Similarly, staff at the University of Melbourne report the loss of at least 13 FTE academic staff who have left Education, either taking redundancy packages or losing fixed-term contracts – half of these positions were at senior levels. While this has also been effective as a cost-saving strategy for the University, staff who are left report that they now find it hard to contract sessional staff, who are getting much more secure and rewarding work as casual teachers in schools (and who are being targeted by some state departments as potential ‘career-changers’ for more permanent roles). Staff at Griffith University say they had around 55 full time academics in 2020, but this is down to around 44. And at UTS, over recent years, education has been steadily decreasing in size. What was a Faculty of Education was reduced to a School of Education, and then most recently to a merged School of International Studies and Education. As one staff member reports, “We started to feel more and more invisible, despite being told by the University leadership that commitment to Education was a part of the University’s social justice mission”.
But they don’t have relationships with experienced professional staff, and they often don’t know the reasons why they need to adhere to policies. They don’t know who to talk to when they need to understand something to give good advice to a student; and they can’t see why they should not ‘improve’ the assessment task that has been carefully designed by a course team and approved by an Academic Board.
In some cases, the disappearing staff are also taking the higher-level disciplinary expertise that the faculty relies on to meet TEQSA’s HE standards for staff qualifications. As a staff member at one institution says regretfully: “It is now even more possible that a student undertaking their Master of Teaching course at this university may get through their whole degree and have only been taught by sessional teaching staff. This is in a faculty that is supposed to be ranked 1 or 2 in Australia for Education!”
Worse, universities are disguising this information in their reports to government. James Guthrie and Brendan O’Connell’s analysis of data from the Department of Education, Skills and Employment shows that changes have been made by universities in how they are accounting for their employees in 2020. This means that official government reports can not be reconciled with the numbers for staffing presented in the same universities’ 2020 annual reports. In his account of the obfuscation of numbers currently reported at the University of Wollongong, Guthrie has also pointed to the unacceptable variation of reported figures to the public and government of staff losses – estimating that this accounts for up to 500 positions in this university alone.
And even worse still, at a time when the Morrison government has indicated that Australia’s 39 comprehensive universities may not be offering Australia an “optimal model for the quality of teaching or research”, the scene is being set for a possible return to a binary system in higher education. After the 2019 Coaldrake Report’s insistence that (real) universities should be involved in both research and teaching, these impacts on the quality of teaching in Education schools are indeed alarming. Regulations that institutions are required to meet in the HES are simply not being met. While some universities clearly consider that this can be disguised for a short time, the academic risks are enormous, and some universities are clearly making no effort to sustain the quality of their Education faculties.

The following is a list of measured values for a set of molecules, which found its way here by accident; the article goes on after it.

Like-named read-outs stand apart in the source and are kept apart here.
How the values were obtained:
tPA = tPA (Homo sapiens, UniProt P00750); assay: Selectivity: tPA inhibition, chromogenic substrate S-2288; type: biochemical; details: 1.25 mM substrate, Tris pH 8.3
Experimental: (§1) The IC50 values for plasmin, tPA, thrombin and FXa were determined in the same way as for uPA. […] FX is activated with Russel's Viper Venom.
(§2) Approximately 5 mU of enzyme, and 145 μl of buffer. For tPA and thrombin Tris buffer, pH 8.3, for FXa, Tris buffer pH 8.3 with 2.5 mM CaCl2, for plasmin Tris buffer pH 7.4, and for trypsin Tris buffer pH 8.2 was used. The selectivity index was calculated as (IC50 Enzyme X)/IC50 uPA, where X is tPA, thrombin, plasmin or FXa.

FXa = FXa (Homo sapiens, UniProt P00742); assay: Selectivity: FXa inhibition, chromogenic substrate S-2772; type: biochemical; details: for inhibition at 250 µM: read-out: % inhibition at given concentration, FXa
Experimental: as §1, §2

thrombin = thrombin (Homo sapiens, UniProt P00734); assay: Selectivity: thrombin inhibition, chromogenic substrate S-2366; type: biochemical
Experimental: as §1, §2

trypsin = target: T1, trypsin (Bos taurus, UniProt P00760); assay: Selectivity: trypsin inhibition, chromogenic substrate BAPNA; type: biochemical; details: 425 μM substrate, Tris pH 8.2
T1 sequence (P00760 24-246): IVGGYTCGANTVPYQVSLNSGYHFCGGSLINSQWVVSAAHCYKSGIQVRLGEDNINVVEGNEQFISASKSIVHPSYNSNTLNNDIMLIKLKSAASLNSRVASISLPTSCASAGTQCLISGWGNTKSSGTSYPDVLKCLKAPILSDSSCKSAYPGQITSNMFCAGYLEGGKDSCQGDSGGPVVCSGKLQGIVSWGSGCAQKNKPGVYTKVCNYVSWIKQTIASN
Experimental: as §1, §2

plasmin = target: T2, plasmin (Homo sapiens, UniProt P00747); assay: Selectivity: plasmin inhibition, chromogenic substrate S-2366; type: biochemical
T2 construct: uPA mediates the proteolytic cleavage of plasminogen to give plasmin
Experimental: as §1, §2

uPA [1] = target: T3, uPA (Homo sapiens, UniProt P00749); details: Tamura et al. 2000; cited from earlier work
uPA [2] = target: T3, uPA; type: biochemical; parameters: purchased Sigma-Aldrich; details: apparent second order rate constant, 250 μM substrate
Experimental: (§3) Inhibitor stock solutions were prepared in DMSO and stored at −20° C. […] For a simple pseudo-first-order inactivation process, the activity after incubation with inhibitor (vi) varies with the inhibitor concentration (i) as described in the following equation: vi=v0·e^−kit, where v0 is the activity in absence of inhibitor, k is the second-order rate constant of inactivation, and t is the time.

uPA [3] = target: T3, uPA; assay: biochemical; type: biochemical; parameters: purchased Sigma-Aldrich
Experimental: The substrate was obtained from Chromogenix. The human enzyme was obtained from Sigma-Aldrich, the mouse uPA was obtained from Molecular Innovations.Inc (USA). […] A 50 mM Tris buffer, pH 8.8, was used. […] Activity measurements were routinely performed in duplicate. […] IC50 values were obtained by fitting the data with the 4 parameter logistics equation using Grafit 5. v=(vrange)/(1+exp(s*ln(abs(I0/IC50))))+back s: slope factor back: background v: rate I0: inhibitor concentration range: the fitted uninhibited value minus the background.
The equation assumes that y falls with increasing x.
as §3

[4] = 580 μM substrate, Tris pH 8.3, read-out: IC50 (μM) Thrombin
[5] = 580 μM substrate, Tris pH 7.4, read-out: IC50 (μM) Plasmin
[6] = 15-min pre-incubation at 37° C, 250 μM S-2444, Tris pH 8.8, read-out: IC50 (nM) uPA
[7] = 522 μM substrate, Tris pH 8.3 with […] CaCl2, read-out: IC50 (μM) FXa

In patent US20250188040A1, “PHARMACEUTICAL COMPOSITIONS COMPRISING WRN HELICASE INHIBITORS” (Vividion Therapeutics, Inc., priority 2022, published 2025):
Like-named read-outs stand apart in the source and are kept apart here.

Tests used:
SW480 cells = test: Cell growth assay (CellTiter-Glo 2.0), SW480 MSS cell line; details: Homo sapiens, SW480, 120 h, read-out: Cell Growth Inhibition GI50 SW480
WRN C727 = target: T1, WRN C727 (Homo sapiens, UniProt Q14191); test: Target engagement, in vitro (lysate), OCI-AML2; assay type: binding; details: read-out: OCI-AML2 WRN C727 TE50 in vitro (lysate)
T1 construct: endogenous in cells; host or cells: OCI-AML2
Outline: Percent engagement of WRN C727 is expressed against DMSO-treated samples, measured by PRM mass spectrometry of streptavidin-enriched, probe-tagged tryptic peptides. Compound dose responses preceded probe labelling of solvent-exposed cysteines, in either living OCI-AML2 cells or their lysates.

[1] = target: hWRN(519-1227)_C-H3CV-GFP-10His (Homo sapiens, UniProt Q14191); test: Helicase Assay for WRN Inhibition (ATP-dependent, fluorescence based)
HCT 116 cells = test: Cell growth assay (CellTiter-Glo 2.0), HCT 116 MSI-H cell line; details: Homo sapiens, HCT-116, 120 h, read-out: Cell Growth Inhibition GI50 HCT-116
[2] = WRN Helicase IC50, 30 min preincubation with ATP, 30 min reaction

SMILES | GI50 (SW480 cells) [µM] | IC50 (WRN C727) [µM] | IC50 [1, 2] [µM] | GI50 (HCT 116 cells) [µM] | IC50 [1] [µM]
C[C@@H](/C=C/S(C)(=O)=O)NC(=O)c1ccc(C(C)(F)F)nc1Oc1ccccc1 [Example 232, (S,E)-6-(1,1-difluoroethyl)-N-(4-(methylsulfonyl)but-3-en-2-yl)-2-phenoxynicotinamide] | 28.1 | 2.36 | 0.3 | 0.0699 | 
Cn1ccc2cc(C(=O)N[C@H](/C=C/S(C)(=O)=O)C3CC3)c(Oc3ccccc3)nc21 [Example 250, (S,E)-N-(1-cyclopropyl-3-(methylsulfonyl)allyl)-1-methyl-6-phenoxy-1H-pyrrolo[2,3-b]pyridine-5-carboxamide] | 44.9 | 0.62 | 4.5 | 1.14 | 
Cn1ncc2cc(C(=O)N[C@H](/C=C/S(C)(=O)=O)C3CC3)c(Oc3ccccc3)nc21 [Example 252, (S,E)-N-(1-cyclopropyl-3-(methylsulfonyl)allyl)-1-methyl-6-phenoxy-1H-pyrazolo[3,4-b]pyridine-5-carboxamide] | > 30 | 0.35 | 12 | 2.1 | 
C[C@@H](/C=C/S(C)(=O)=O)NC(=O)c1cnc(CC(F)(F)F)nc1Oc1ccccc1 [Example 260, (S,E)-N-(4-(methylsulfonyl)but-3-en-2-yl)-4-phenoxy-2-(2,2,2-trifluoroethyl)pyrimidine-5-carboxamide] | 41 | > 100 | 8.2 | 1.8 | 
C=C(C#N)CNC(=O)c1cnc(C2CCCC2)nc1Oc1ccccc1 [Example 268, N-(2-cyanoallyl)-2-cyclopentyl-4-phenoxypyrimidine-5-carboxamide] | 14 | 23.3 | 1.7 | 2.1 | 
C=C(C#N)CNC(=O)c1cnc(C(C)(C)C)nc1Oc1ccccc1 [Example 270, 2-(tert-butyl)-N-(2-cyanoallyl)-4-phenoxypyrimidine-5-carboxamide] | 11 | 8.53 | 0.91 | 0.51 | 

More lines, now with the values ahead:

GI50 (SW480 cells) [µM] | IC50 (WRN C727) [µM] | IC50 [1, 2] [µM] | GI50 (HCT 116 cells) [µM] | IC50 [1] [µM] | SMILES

This is particularly noticeable in relation to the Coaldrake requirements for universities to be producing high-quality, world standard research in the disciplines they wish to teach – and it is now a matter of urgency for Education faculties around the country. A recent report into the critical need for addressing research with education faculties cites Coaldrake to argue that these events are not just bad luck or bad timing for Education. The university ideal of retaining both teaching and research in one academic position is fundamental to the teaching-research nexus in academic work. It seems “more than a minor oversight that the move to increase teaching-only positions in many universities also prevents them from doing research” (pp.52-53).
In many institutions, even those that have not yet had academic job losses, staff report that this is happening. At UTS, at Flinders, at QUT, “People are stretched, and time for research for most is limited. Some struggle to find time even for service or HDR supervision because they are doing so much teaching and have so many students to mark for.”
As the AARE national survey of staff in Education schools and faculties has found, education research is becoming a luxury. Their data shows that “education research is now not only being subsidized by significant amounts of unpaid labour but also the direct financial contributions of individual academics trying to keep their main form of research development available” (Brennan et al., 2020, p. 36). One academic in one of the few Faculties of Education left in Australia speaks of how her research profile is only being sustained by “the generosity of colleagues in other institutions”, as her teaching workload allows no time to contribute to the writing up of their research.
The example of the decline of Education at UTS shows the inevitable result of these circumstances. As staffing cuts led to the structural changes noted above, staff tell how in the new Faculty they were presented with data about the ‘viability’ of Education as a discipline. It is not surprising that fewer staff produce less research income and fewer high impact publications. As one staff member says: “We’d lost so many of our Level D and E academics over time, and Level Cs were expected to demonstrate research leadership beyond their experience.
It is clear that both education research and teaching are under threat in our universities as well as in our university system. Education is the key to any sort of future for Australia, and while every state appears to be facing imminent teacher shortages, the complicity of universities in allowing the quality of education research and teaching, at the present time, is a serious concern that should be worrying TEQSA as well as our politicians.
Jo-Anne Reid is Professor Emeritus in the Faculty of Arts and Education at Charles Sturt University. She has collaborated on a range of national competitive grants over her career, focussing on primary/secondary literacy and English teaching, teacher education, minority-group and Indigenous teachers, literacy and the environment, and rural teacher education.